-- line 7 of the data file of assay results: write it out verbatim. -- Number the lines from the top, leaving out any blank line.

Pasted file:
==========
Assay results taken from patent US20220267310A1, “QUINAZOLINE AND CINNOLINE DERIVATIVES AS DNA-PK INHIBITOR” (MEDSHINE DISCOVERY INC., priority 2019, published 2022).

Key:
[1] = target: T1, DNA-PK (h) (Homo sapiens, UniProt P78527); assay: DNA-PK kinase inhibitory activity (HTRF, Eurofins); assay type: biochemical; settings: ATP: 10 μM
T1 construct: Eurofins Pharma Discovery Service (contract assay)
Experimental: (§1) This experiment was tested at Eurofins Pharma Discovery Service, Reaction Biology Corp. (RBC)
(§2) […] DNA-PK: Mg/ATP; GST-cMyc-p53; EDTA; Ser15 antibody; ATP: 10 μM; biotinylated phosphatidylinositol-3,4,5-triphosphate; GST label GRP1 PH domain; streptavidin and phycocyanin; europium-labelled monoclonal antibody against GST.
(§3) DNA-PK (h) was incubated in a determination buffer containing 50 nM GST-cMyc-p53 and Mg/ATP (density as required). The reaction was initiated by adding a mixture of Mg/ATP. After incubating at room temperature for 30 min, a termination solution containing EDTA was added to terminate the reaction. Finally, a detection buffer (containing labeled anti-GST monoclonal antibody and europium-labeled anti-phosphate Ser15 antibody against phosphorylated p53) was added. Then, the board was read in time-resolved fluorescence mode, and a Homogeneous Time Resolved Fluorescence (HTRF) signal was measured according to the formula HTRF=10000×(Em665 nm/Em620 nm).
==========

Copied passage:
(§3) DNA-PK (h) was incubated in a determination buffer containing 50 nM GST-cMyc-p53 and Mg/ATP (density as required). The reaction was initiated by adding a mixture of Mg/ATP. After incubating at room temperature for 30 min, a termination solution containing EDTA was added to terminate the reaction. Finally, a detection buffer (containing labeled anti-GST monoclonal antibody and europium-labeled anti-phosphate Ser15 antibody against phosphorylated p53) was added. Then, the board was read in time-resolved fluorescence mode, and a Homogeneous Time Resolved Fluorescence (HTRF) signal was measured according to the formula HTRF=10000×(Em665 nm/Em620 nm).